Why Cornwall is so different from its neighbouring counties
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Gool Peran Lowen! Happy Pirantide! This month's St Piran’s day is likely to be a quiet subdued celebration of Cornwall's patron saint
St Piran's Day falls on March 5, and although we will not be able to enjoy the public events and processions which normally mark Cornwall’s National day many organisations plan to go online with their celebrations. It is a strange irony of the times that this means celebrations will be accessible to Cornish people around the globe and the likelihood is that many more will be able to connect with their Cornish heritage than in previous years. Threats to homogenise Cornwall within a greater south west region rumble on and Pirantide is a good time to reflect on exactly why Cornwall is so different from our neighbours to the east.
Somerset, Dorset and Devon have all created a county flag of their own in recent years which are a wonderful addition to regional colour and pageantry. At times we see them flown alongside the Cornish flag, but it is important to remember that we are not comparing like with like here.
The white cross against a black background of the St Piran’s flag has a quite different history and unique symbolism. It was already a long-established symbol of Cornwall’s distinct identity when described by Davies Gilbert in his history of Cornwall published in 1838. Gilbert’s book was based on a still older, unpublished history dated 1750. The symbolism of white, as molten tin flowing against the background of black rock takes us still further back in time to the 5th Century and the legend of St Piran.
The story of St Piran is one of many interwoven themes, but the origin of the banner is that he discovered tin when accidentally heating a rock containing the ore so that it became molten and formed a white cross against black rock as it flowed.
An immediately obvious difference for the visitor travelling into Cornwall is the prominence of Celtic place names that have more in common with Wales and Brittany than Devon, Somerset, or Dorset. Not that those counties do not have equally fascinating place names, they certainly do, but the difference is that their origins lie in Wessex and not the Celtic world. Less visible but an equally important part of Cornwall’s distinctiveness that spreads beyond its borders are the Cornish surnames that we explored in February’s column.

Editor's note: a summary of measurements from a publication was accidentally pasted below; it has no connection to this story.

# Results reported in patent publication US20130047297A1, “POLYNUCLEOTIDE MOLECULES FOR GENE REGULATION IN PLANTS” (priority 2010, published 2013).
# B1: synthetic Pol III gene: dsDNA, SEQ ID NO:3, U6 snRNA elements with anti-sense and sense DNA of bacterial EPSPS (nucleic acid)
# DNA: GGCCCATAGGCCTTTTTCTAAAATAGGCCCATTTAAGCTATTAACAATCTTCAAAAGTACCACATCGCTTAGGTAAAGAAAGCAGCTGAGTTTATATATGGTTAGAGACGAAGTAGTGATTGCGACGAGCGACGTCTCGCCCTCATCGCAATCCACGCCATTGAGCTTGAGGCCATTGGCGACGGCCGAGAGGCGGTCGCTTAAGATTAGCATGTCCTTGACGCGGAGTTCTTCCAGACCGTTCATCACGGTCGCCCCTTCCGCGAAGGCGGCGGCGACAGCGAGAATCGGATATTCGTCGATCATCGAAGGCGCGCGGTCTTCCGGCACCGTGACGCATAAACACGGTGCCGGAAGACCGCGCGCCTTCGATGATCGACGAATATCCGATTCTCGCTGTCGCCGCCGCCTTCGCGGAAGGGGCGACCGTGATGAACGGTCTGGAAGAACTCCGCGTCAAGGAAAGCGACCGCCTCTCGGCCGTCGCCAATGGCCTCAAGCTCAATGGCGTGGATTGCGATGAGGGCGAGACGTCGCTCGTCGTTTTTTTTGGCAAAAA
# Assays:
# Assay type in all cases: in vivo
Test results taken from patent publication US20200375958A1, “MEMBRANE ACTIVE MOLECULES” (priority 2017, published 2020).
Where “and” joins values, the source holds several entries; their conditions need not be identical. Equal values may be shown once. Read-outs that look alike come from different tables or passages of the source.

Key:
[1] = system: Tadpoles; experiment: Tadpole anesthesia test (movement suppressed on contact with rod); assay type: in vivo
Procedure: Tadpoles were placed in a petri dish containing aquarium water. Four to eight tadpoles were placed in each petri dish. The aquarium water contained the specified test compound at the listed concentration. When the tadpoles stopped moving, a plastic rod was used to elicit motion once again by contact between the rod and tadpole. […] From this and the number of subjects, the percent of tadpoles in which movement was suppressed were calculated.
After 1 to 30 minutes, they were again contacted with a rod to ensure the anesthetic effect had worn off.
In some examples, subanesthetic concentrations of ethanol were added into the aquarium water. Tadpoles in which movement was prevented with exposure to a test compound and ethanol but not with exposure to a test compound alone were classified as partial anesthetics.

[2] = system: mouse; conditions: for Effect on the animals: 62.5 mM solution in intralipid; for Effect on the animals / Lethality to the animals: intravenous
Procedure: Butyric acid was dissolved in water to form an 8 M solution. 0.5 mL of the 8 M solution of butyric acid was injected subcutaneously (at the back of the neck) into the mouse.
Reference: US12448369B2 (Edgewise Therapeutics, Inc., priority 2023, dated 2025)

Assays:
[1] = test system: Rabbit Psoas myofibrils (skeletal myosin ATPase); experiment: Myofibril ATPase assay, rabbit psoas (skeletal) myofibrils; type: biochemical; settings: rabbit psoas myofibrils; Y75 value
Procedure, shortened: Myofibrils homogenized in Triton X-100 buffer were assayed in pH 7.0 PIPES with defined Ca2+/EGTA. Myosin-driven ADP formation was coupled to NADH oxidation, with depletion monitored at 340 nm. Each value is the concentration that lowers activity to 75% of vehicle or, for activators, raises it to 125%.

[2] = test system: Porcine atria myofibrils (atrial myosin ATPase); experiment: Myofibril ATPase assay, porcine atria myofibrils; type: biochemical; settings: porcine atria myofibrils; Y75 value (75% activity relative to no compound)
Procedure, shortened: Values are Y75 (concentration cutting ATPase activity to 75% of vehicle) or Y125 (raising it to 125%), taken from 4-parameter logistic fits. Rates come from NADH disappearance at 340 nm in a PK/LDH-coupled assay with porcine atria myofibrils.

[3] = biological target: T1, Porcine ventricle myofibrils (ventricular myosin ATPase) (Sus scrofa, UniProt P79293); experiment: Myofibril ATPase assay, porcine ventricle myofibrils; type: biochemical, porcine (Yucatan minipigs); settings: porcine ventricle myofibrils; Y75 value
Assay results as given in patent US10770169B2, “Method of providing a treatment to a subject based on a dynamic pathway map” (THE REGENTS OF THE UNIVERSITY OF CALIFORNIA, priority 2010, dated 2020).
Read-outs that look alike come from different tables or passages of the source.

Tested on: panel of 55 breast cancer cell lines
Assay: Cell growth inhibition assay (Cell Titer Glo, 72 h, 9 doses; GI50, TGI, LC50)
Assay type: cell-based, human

The Cornish language is of course a dynamic part of modern Cornish identity and goes far beyond landscape and genealogy. With a rising number of people using Cornish along with bi-lingual signage the language is an increasingly important marker of our distinct identity. 'Brand Kernow' is something special that the Cornish business community has which is not shared over the border and our language also plays an important role here.
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In historic times a separate and distinct Cornwall was acknowledged through institutions like the Duchy of Cornwall and included in the titles of Henry VIII. We saw an echo of this when the Cornish flag was included amongst the banners flown by the royal barge during the Queen's jubilee celebrations. In the modern world the Cornish people have been formally recognised as an ethnic minority alongside of the Scots and Welsh by the UK Government.
This brings us to another important event in March, the 2021 census on 21st March. Can you record your ethnicity as Cornish? Well, the answer is that you certainly can. It is not the simple tick box that we had hoped for on the paper form and in section 15b ethnic group you need to indicate “other” and manually write in Cornish. You will also be able to indicate Cornish under ethnicity in the online version. Ethnicity is about cultural identity, about where your heart is and where you feel you belong and that should be your guide as to which box to tick. So, when it comes to the census, dare to be other, dare to be Cornish! Kernow Bys Vykken.